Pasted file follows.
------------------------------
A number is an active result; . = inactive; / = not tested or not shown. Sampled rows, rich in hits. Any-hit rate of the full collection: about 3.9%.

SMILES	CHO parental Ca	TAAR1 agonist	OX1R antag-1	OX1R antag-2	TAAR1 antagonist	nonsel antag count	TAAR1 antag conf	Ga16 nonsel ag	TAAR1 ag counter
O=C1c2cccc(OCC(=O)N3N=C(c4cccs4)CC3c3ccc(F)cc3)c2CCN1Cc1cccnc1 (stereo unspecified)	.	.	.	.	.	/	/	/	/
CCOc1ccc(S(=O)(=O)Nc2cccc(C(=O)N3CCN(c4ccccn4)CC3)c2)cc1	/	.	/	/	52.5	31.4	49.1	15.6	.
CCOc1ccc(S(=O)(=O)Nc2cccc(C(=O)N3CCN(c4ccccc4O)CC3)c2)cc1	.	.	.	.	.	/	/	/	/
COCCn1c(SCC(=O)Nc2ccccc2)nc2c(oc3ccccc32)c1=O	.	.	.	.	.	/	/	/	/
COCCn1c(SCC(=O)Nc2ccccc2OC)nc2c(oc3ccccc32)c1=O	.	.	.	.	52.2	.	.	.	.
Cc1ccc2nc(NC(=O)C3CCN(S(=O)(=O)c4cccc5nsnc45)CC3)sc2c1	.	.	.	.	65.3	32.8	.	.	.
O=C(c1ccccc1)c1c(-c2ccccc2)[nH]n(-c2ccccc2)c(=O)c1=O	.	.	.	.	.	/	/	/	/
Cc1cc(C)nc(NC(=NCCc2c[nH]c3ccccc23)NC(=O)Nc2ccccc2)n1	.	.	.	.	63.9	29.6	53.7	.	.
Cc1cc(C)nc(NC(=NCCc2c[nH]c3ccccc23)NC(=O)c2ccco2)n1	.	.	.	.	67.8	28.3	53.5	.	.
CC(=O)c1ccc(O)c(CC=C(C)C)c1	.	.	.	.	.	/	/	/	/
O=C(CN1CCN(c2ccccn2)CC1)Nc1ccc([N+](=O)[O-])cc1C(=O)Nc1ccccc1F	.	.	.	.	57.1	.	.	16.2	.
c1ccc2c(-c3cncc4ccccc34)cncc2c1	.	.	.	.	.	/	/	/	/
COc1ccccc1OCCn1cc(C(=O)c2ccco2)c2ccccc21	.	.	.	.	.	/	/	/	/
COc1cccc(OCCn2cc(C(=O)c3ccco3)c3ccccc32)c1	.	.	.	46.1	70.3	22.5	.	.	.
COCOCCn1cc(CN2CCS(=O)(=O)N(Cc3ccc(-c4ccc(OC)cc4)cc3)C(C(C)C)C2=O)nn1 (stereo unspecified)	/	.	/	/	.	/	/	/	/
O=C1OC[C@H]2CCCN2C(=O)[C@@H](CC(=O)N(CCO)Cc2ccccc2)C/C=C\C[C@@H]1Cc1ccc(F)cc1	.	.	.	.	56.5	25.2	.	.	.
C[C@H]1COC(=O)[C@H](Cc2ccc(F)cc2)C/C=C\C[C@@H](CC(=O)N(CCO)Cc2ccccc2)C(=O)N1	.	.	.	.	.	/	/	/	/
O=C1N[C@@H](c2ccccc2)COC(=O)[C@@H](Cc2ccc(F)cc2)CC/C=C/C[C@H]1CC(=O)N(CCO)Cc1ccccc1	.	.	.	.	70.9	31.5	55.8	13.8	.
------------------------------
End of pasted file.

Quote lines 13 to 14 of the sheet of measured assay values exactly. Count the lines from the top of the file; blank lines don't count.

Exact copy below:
O=C(CN1CCN(c2ccccn2)CC1)Nc1ccc([N+](=O)[O-])cc1C(=O)Nc1ccccc1F	.	.	.	.	57.1	.	.	16.2	.
c1ccc2c(-c3cncc4ccccc34)cncc2c1	.	.	.	.	.	/	/	/	/